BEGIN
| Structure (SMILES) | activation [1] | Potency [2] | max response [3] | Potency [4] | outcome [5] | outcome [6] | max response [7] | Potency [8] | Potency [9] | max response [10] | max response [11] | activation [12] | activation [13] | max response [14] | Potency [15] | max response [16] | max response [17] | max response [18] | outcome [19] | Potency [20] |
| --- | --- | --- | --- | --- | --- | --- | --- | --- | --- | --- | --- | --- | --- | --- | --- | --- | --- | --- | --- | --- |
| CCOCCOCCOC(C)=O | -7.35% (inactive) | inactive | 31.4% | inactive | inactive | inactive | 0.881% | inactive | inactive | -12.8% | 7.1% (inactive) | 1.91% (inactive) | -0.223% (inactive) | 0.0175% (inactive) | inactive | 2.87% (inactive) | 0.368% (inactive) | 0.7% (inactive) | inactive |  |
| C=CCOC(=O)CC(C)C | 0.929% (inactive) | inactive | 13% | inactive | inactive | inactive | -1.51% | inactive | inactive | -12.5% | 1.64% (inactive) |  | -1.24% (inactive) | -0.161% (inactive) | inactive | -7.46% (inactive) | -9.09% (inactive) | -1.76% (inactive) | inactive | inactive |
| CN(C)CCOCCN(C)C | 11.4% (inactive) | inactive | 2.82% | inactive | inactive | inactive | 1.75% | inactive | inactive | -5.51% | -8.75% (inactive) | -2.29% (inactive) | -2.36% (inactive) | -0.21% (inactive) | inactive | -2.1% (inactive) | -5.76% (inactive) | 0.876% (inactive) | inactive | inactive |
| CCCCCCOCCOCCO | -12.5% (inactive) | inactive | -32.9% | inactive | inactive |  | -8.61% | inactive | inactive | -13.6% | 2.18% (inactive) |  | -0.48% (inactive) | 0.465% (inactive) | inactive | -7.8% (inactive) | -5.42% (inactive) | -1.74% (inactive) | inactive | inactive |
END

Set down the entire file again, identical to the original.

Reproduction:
| Structure (SMILES) | activation [1] | Potency [2] | max response [3] | Potency [4] | outcome [5] | outcome [6] | max response [7] | Potency [8] | Potency [9] | max response [10] | max response [11] | activation [12] | activation [13] | max response [14] | Potency [15] | max response [16] | max response [17] | max response [18] | outcome [19] | Potency [20] |
| --- | --- | --- | --- | --- | --- | --- | --- | --- | --- | --- | --- | --- | --- | --- | --- | --- | --- | --- | --- | --- |
| CCOCCOCCOC(C)=O | -7.35% (inactive) | inactive | 31.4% | inactive | inactive | inactive | 0.881% | inactive | inactive | -12.8% | 7.1% (inactive) | 1.91% (inactive) | -0.223% (inactive) | 0.0175% (inactive) | inactive | 2.87% (inactive) | 0.368% (inactive) | 0.7% (inactive) | inactive |  |
| C=CCOC(=O)CC(C)C | 0.929% (inactive) | inactive | 13% | inactive | inactive | inactive | -1.51% | inactive | inactive | -12.5% | 1.64% (inactive) |  | -1.24% (inactive) | -0.161% (inactive) | inactive | -7.46% (inactive) | -9.09% (inactive) | -1.76% (inactive) | inactive | inactive |
| CN(C)CCOCCN(C)C | 11.4% (inactive) | inactive | 2.82% | inactive | inactive | inactive | 1.75% | inactive | inactive | -5.51% | -8.75% (inactive) | -2.29% (inactive) | -2.36% (inactive) | -0.21% (inactive) | inactive | -2.1% (inactive) | -5.76% (inactive) | 0.876% (inactive) | inactive | inactive |
| CCCCCCOCCOCCO | -12.5% (inactive) | inactive | -32.9% | inactive | inactive |  | -8.61% | inactive | inactive | -13.6% | 2.18% (inactive) |  | -0.48% (inactive) | 0.465% (inactive) | inactive | -7.8% (inactive) | -5.42% (inactive) | -1.74% (inactive) | inactive | inactive |